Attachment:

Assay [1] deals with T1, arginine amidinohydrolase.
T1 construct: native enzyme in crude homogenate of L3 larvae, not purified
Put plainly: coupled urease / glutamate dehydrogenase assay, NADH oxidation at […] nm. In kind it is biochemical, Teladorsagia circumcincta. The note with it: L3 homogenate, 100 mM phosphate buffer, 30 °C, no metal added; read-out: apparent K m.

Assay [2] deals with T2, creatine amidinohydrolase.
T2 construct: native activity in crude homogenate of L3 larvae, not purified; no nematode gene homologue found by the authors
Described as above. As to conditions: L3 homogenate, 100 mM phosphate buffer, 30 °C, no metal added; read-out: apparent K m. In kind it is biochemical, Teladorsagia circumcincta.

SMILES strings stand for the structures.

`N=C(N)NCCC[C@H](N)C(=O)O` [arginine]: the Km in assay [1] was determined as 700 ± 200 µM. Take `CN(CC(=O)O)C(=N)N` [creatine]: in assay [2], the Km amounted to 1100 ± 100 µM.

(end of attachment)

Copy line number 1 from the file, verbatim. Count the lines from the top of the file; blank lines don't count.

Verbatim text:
Assay [1] deals with T1, arginine amidinohydrolase.